It’s time to pass a bill that protects the internet
© Greg Nash

Despite what some Trump administration officials believe, too much deregulation isn’t good for the economy or consumers. Science matters. Safety is important. Advocates should have their say. Companies need clear rules to plan for the future and know what is out of bounds. Workers and consumers need safety and quality standards. A sound economy relies on reasonable and restrained regulation that leaves lots of room for innovation, growth and profits. That’s why Congress should stop the ping-pong effect of the Net Neutrality debate as power passes back and forth between political parties. Over time this kind of uncertainty will restrain growth and investment and stymie creativity. It’s time to pass legislation codifying rules that protect consumers and maintain flexibility for companies to innovate.

Relying on a Republican Congress and president to pass laws, Democratic support might seem like a fantasy idea, but for generations telecommunications policy wasn’t partisan. It was and still is wonky, arcane and technical. President Bill ClintonWilliam (Bill) Jefferson ClintonWords matter, except to Democrats, when it involves impeaching Trump Appeals court allows Trump emoluments case to move forward Trump commemorates 9/11 with warning to Taliban MORE’s administration passed the last significant telecommunications law in 1996 with 414 votes in then-Speaker Newt Gingrich’s (R-Ga.) House of Representatives and 95 votes in the U.S. Senate, then controlled by Majority Leader Bob Dole (R-Kan.) who was running for president against Clinton at the time! That law encouraged competition among telephone carriers, solidified the subsidization of service for the underserved and kept the internet from being overregulated. Since then, we have seen the explosion of web-based services, mobile phones and digital content consumption.

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This isn’t 1996, and today’s partisans on both sides are even more ideologically rigid, but Congress should be able to work together to find a solution to a problem that impacts business executives and consumers of both political parties. The adults on Capitol Hill just proved it by keeping the government from shutting down. They can do it again.

Internet Service Providers agree there should not be throttling of speeds or blocking of content. Consumers want the benefits of more applications and choices that come from innovative companies and a regulatory landscape that protects users and startups from anti-competitive practices. This sector thrives because of the competitive environment we have experienced over the last 20 years.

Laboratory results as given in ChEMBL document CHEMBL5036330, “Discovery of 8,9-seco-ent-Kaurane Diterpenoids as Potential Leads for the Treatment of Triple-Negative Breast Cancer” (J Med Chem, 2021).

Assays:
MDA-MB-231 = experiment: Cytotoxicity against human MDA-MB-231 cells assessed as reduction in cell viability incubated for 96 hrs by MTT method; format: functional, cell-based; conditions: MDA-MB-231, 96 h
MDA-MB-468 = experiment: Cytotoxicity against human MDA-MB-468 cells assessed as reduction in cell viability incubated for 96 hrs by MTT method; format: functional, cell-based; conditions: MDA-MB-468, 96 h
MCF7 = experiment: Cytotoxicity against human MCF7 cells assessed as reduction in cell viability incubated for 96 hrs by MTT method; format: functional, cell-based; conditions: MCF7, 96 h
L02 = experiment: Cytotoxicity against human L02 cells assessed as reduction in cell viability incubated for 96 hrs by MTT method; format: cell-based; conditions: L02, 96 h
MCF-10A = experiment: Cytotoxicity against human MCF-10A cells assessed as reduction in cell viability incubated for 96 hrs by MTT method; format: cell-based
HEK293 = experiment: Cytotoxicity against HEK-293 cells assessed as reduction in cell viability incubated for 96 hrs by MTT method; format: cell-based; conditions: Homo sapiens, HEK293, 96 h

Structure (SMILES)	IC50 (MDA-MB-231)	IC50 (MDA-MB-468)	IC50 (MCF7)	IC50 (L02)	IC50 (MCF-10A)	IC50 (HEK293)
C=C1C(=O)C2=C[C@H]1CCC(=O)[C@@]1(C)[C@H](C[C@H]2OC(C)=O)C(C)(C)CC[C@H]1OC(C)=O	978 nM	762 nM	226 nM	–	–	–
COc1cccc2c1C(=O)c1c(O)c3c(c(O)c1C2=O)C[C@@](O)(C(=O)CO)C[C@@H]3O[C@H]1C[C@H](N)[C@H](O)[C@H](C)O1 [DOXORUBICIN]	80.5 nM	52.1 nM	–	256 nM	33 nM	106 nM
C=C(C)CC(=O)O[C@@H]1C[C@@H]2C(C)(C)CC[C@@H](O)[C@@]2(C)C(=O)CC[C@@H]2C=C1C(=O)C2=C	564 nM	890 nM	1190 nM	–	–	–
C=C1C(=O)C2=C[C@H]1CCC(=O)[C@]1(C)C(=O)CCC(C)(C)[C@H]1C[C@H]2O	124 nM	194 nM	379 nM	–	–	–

Reasonable regulations give the companies I work with in the telecommunications and technology arena the certainty to invest and innovate. Despite the common perception, these companies don’t all agree on the right way to go forward. Most of them supported the Open Internet compromise former Democratic FCC Chairman Julius Genachowski came up with in 2010.

The idea of a legislative solution has been knocking around for years. Democratic Rep. Henry Waxman (Calif.) tried in vain to find a solution that would codify the goals of net neutrality that companies and activists would agree to. It’s time to step back from the ideological abyss and try again.

The rules adopted a few years ago at the FCC were workable only because the commission agreed to forebear the application of the most onerous Title II utility regulations on the books. The problem with that approach is that any future commission could change their minds at any moment. This sector of our economy is too important to leave these rules up to that kind of whimsy. Democrats were too happy with former FCC Chairman Tom Wheeler’s net neutrality decision two years ago to support a legislative solution. Republicans shouldn’t make the same mistake today. Political winds turn on a dime.

Companies need the freedom to create new products and services with the certainty of a predictable regulatory environment. The freedom that spawned face-to-face online communications, social media posting and digital video delivery must be maintained. The wonders of the internet would slow to a crawl if companies had to seek permission from a government agency before bringing new ideas to market. When companies go too far or abuse their freedoms, regulators should be there to step in, but imagine a football team that had to have each play reviewed by league officials before hiking the ball. The game would take six hours and wouldn’t be fun for anyone.

In the end, the innovation economy needs competition, unfettered access for consumers and innovative flexibility. Working together, Congress should surprise the country, remove the politics from setting broadband internet standards and get something done most Americans can agree on.

Jamal Simmons is a political analyst and a co-chairman of the DC-based Internet Innovation Alliance (IIA).


The views expressed by this author are their own and are not the views of The Hill.